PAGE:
Because it’s people like him that fire me up. Owning multiple businesses with tons of overhead, against fierce competition, and a fickle economy has to be daunting. But it’s the people like Mark that are at the hardest part of the long chain reaction of snapping people out of the hopeless phase—the beginning. I may get down sometimes, but when I see Mark fighting the good fight, all the time, I can’t quit. I can’t let him down a guy who refuses to say die in the name of making life better for us, his neighbors. And when we feel better, we can pull someone else up.  Somehow I think that chain reaction isn’t a line, but a circle. Hopefully we  reinforce to Mark, Dan, and all of the people in the Made America movement that what they’re doing means the world, and we couldn’t keep on with out them.

Who snaps you out of it?

What Is Our Generation’s Martin House?

If you need any evidence to how unsustainable we are as society, look to Frank Lloyd Wright’s Darwin D. Martin House in the city of Buffalo. Wright finished the Martin house in 1905. Thirty two years later, one of the most remarkable mansions in the richest country in the world was abandoned. It wasn’t until 1992, that the Martin House Restoration Corporation was formed. Think of the craftsmanship, the detail, the pride, that was put into that house; given up on, after one generation.


I recently saw Martin House Executive Director, Mary Roberts speak about the painstaking detail that has gone on over the last two decades to restore the buildings. She talked about the tremendous demand there is from people all over the world to visit the property. Thanks to Mary and countless others, we have a chance to redeem ourselves from the guilt of our hindsight. We shame that time when a relic of one of the world’s greatest architects could be left for ruin. But it made me ask, what is that we’re missing today? What’s going to ruin right now, that we can save? What will people forty years from now be ashamed of us for abandoning?

Help Us, Help You

By Griffin Jones

Business owners are the captains of their own ship. They are in the weeds. They don’t get paid until all of the bills are paid. Most of the time that’s overwhelming. When that bottom line is threatened, how could you possibly think about anything other than your immediate survival? That is the eternal dilemma that  usually dooms small businesses. By focusing on their survival, they’re focused only on their problem. In business, that problem is perceived as self-interest. We as human beings, are not drawn to, or compelled by others’ self-interest. I had the pleasure of meeting Tony Conte, President of Shea’s Performing Arts Center. He became president at one of Shea’s lowest points. Their survival was in immediate danger. Many business owners would just desperately beg people to patronize their business at that point. Reasonably, that problem would consume them. But I took a lesson from the examples Tony mentioned of Shea’s turnaround. He immediately started looking for ways to solve other people’s problems. He talked to all of his employees, from the ushers to the custodians, asking them what they would like to see in sales and marketing. He reached out to third parties’ who needed space for housing prom dresses, and provided his wardrobe staff for alterations.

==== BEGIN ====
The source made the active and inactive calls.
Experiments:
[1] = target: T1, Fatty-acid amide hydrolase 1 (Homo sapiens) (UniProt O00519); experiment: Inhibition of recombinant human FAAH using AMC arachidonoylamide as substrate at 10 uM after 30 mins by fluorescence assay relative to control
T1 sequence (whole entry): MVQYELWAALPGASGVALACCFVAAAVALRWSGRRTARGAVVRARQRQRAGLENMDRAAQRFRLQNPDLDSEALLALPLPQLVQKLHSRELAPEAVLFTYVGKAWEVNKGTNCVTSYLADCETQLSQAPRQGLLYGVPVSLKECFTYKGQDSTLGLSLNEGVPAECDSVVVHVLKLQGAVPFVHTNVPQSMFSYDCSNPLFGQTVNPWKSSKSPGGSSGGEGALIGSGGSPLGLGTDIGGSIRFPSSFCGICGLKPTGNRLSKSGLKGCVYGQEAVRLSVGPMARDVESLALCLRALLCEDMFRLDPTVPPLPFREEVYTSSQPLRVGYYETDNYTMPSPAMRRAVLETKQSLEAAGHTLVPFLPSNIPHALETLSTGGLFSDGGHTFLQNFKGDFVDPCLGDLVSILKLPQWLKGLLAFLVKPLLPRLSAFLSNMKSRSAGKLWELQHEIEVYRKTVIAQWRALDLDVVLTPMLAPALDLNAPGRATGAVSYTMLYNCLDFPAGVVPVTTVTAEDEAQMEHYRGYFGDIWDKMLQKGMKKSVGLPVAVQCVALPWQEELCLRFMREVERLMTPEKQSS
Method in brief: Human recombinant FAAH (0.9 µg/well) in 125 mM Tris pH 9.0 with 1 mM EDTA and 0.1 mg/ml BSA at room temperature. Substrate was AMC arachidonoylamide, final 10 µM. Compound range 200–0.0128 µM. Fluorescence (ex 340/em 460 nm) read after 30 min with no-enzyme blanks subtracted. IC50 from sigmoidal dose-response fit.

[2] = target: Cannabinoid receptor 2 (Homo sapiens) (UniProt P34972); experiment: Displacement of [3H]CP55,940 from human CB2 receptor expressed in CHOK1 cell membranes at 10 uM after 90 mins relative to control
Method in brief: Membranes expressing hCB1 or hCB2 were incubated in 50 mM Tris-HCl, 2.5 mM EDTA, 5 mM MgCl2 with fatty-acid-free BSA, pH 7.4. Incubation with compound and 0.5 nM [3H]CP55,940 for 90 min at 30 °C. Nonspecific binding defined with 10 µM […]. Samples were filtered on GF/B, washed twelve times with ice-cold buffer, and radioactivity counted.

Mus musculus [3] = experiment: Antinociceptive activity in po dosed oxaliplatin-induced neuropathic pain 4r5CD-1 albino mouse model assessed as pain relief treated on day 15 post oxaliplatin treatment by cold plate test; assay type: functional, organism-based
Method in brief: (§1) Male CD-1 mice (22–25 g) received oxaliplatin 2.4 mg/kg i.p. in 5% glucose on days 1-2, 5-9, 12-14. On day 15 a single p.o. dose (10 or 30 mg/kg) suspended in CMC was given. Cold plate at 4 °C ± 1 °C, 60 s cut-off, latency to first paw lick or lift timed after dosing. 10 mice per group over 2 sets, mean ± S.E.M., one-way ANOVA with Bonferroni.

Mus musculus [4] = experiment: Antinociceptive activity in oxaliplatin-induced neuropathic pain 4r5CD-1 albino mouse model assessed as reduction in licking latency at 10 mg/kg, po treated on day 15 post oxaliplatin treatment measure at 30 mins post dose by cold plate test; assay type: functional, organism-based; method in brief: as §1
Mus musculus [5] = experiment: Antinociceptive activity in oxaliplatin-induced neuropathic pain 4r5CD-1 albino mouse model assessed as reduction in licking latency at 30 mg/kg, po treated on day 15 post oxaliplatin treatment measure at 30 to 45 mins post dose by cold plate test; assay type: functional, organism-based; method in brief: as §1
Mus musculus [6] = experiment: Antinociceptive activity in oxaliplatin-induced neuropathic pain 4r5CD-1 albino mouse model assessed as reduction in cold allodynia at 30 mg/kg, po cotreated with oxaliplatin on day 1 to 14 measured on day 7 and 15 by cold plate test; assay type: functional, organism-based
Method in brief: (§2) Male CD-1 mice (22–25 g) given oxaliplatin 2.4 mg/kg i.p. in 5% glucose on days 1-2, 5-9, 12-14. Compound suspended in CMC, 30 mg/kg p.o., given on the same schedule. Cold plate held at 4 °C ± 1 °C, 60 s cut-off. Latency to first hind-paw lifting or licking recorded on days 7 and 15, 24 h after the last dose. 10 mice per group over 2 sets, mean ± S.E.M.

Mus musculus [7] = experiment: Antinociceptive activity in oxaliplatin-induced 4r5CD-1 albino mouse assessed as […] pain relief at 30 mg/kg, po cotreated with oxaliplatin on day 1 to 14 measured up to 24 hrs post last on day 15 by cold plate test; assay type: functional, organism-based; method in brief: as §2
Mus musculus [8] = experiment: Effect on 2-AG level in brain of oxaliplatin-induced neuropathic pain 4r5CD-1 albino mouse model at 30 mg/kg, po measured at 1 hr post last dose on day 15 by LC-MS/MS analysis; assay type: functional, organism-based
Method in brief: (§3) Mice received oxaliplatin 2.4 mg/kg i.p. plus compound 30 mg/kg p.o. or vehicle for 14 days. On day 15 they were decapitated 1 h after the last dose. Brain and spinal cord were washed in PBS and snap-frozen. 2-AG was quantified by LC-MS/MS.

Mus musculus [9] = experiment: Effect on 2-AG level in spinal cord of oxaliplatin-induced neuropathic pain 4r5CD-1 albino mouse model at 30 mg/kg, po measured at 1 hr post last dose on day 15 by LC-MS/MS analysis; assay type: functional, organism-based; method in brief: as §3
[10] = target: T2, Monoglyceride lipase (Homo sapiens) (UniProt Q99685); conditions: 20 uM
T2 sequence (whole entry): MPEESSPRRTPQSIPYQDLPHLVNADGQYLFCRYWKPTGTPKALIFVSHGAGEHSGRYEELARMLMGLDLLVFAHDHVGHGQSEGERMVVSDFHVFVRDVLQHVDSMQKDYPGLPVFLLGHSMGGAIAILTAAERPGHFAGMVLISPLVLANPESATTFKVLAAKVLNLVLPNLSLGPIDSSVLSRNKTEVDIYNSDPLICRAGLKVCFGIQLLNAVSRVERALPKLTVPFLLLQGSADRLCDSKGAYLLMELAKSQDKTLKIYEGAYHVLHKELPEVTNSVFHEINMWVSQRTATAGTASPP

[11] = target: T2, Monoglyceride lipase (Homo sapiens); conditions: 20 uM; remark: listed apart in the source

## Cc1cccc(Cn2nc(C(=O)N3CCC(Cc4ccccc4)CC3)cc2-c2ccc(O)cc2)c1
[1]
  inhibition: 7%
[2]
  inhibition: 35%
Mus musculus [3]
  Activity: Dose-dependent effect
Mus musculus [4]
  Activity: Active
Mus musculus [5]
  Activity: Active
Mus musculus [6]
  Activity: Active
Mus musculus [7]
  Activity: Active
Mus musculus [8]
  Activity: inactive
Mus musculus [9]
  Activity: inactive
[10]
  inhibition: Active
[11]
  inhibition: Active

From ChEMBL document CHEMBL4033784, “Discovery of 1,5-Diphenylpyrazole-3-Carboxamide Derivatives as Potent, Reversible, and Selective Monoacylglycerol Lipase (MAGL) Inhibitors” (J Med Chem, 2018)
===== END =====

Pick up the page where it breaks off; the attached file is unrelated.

charlie brown

Now that Shea’s is back in the black, they’re helping to solve yet another problem: the former Studio Arena Theater. They’re solving our problem (Buffalonians not having to look at another heart-breaking shell of something that once was). And they’re solving the problem of local theater companies who occasionally need larger space for their productions. That’s what makes me interested as a customer. That’s why I’ll go there. Helping someone else’s needs is the only way to get people (customers) to care. If we want to be successful in this area, we have to genuinely solve Buffalo’s problems, one at a time. Expect something in return, and be disappointed  Self-interest is as clear as day, and it’s not the “all-in” that people are longing for. No bones about it, that can be really hard. Sometimes we get nothing in return, and we’re fighting to make it for ourselves. But if you really care about solving the problem, then the reward is in and of itself. And that’s what makes us care about you.

By the way, the reason Tony was asked to take on the job of President…he volunteered there for thirty years.

What problems do we need to focus on right now as a city?